The Recipe: Italian Iced Orange Cookies from Ambitious Kitchen. I chose to swap out the cream cheese icing she used and used the icing from the original KAF recipe

January 17, 2020

Freezer Breakfast Burritos

I love a good breakfast taco/burrito in the morning---it's actually my go-to almost every morning. When I found out the bf usually doesn't have time for breakfast in the morning, I wanted to make him something he could easily grab and take on the go, if needed. Freezer Breakfast Burritos it is! 
I used Molly Yeh's recipe for Sweet Potato and Black Bean Freezer Burritos as a guideline for making the bf burritos (and since he doesn't like sweet potatoes or black beans, I knew I would have to find other ingredients for his burritos). The beauty of these is that they're easily customizable.

These were super simple to make and a better way to have control over your ingredients rather than purchasing a grocery store burrito (but nothing wrong with that if that's your thing). All you need to do is cook the innards, wrap into the tortilla and then freeze. Then reheat for 2.5-3 minutes when you're ready to consume them, with some salsa or hot sauce handy to fully enjoy the meal.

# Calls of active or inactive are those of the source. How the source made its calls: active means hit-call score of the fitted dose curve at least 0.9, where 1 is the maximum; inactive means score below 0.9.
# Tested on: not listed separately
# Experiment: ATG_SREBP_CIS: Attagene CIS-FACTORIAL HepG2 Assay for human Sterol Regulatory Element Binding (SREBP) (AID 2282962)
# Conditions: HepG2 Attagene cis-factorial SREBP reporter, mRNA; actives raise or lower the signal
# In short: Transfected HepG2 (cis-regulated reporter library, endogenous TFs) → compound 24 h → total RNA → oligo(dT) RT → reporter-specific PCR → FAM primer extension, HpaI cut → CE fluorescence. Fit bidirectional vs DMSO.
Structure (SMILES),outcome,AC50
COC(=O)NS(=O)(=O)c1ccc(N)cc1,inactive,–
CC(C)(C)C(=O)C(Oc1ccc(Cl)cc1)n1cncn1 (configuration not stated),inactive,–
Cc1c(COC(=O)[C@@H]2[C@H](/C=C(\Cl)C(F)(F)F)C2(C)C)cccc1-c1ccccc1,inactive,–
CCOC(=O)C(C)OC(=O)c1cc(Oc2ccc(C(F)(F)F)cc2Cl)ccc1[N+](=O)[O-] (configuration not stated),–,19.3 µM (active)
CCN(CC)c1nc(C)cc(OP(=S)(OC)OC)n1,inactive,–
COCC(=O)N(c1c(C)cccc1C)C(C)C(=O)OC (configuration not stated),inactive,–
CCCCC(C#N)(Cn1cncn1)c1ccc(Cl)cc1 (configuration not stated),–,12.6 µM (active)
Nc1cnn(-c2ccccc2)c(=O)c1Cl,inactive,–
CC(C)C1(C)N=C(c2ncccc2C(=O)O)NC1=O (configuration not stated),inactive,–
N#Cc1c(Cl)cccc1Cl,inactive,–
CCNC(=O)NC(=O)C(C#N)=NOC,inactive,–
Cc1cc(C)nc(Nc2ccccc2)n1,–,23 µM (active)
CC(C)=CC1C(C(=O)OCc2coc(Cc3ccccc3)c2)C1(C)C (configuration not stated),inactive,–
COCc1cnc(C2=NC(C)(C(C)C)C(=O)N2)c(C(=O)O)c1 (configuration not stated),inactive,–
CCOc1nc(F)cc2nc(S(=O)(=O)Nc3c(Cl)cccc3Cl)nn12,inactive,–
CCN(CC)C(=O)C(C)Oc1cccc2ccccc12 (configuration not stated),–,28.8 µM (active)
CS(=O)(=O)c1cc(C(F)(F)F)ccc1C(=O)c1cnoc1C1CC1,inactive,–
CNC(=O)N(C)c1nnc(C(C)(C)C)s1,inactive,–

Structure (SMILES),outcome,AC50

Freezer Chorizo and Potato Breakfast Burritos adapted from My Name is Yeh
1 russet potato, chopped and cubed
1 tbs olive oil
1lb Mexican chorizo, casings removed
1 bell pepper, diced
1/2 onion, diced
4 eggs
your favorite jarred salsa
large tortillas
1. Preheat oven to 425 degrees. Place chopped potatoes on a baking sheet and toss with olive oil and salt and pepper. Baked for 30-45 minutes, until golden brown and crispy.
2. In a large skillet over medium heat, cook chorizo until browned and crumbled. Add in bell pepper and onion and cook until softened. Then add in eggs and cook until scrambled. Season with salt and pepper.